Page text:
So why did Jesus say he was the Bread of Life? If his point is that Jesus can feed us in a spiritual way, why not say I am the Vegetable of Life, or the Fruit of Life? The apple of life or the date of life? Why Bread?   To understand why Jesus uses bread as a symbol for who He is, it helps to understand something about how bread is made. Back in Jesus’ time, most homes milled their own flour, and made their own bread. They knew from bread, better than most of us do.  

Then, as now, you needed four ingredients to make bread: flour, salt, water and yeast. Today, most of us make bread with instant yeast. You just add a couple of teaspoons of this to some warm water, and let it sit for ten minutes or so. Yeast is a fungus, and it floats around in the air. This instant yeast is inert until it meets the warm water. That brings it back to life. You can tell that it has woken up by the fact that it makes a scummy film on top of the water. The yeast is alive and hungry, so we feed it flour to keep it alive. We add salt for taste.  

Ask you mix in flour, you get a dough, like this. The yeast eats the flour and expels carbon dioxide. It’s like the dough is a balloon being filled with air from the inside. That carbon dioxide makes the dough rise. After an hour, it looks like this, all puffy.  

This kind of instant yeast was invented in the 19th century. It came from the bottom of the vats where beer was made. They took that scummy active yeast, dried it out and sold it in bottles. But in Christ’s day, this didn’t exist. If you wanted to make bread back then, you had two options. The first was you could start from scratch and capture the yeast from the air. Just put out a bowl with some water and flour, and hope that some yeast spores drop into it and start eating. If they do, the bowl will smell a bit like beer. Keep feeding it flour, and you’ll have a dough. This is how sourdough was made.  

Now, getting yeast this way can take days, so it wasn’t practical for everyday baking. So, people discovered that if they took a chunk from a piece of dough, they could use that to make a loaf tomorrow, after this one had been baked. This was important because when you bake a loaf of bread, the high temperature kills all the yeast. So, you need a chunk from the unbaked dough. This is how people made bread in Biblical times.[1]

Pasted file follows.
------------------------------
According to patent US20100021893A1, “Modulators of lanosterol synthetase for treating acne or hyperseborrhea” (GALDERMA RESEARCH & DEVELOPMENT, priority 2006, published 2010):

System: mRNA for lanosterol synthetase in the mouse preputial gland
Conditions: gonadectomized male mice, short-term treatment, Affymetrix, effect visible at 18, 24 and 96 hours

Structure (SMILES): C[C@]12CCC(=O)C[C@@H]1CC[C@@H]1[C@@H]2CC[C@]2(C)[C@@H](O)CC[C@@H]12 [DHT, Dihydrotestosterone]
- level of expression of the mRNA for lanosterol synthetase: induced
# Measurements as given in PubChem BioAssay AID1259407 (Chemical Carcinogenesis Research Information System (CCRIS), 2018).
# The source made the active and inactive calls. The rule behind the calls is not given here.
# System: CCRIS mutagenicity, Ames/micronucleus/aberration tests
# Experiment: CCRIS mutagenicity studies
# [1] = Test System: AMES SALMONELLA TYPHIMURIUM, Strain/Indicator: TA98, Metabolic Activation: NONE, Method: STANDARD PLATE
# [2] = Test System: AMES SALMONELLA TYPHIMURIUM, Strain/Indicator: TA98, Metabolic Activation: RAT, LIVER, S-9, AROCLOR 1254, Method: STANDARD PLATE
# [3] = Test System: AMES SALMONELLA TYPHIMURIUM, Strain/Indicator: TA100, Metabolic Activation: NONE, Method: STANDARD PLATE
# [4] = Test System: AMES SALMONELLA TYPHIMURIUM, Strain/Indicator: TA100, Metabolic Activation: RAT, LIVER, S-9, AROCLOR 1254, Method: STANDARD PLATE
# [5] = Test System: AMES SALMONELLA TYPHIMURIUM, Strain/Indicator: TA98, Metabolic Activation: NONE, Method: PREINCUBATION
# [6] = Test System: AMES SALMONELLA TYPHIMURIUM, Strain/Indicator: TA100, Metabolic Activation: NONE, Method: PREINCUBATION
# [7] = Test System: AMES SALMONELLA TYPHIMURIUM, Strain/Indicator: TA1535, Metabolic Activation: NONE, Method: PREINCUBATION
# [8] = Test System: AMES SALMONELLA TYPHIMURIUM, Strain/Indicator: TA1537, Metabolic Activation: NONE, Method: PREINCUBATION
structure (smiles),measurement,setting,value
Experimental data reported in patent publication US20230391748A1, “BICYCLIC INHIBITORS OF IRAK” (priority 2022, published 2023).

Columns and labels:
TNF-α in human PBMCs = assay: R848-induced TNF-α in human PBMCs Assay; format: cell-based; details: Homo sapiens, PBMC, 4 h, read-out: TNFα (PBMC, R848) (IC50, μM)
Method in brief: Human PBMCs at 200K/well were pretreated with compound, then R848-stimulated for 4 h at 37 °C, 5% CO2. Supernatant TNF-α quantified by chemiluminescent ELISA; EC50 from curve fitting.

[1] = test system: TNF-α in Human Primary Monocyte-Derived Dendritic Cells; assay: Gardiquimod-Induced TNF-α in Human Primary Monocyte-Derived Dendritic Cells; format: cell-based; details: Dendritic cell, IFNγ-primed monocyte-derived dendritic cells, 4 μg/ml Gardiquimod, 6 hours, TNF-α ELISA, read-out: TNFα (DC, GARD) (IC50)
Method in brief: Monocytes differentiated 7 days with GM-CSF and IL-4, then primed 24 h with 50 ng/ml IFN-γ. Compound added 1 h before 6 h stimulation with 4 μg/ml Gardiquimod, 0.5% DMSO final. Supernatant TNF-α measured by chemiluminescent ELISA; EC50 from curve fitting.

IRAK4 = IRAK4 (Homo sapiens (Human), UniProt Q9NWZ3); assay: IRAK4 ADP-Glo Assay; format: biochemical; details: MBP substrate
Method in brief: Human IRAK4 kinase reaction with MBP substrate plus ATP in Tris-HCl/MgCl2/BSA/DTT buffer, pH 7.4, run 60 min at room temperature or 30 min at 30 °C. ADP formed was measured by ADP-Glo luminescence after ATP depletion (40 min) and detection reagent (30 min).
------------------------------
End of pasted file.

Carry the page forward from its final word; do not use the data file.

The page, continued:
To make the next day’s dough, you would take that saved piece, add it to some water and flour, and give it time to rise. Sourdoughs take longer to rise than instant yeast breads. This takes patience.  

Now, in the Bible, there are some key stories about bread. You may recall that when the Israelites were wandering around in the desert with Moses, they were hungry and God fed them with the bread of angels, manna. And of course, Jesus multiplied loaves of bread when he fed the five thousand who had gathered to see him preach.  

For Jews, the most famous story of bread in the Bible concerns what happened on their last day in Egypt. When the Pharoah demanded that they leave after the ten plagues, the Jews were in such a rush that they had no time to add the sourdough yeast to their flour and water. So, they left without being able to let their bread rise. (Exodus 12:34) For the next few days they had to eat unleavened breads, flat breads, like pita and matzo. In the years to come, whenever Jews celebrate Passover, they eat unleavened breads for up to 8 days, to remember that night when they left without letting their bread rise.  

That event is important to Christians. When we celebrate communion, we are remembering the Passover celebration that was observed by Jesus on the night of his arrest. This is the famous last supper. On that night, when he said when you eat bread, think of me, he would have been holding a piece of unleavened bread, bread without yeast. That’s the only kind of bread that could be served that night. Jesus compares himself to bread without yeast. Eat this in remembrance of me.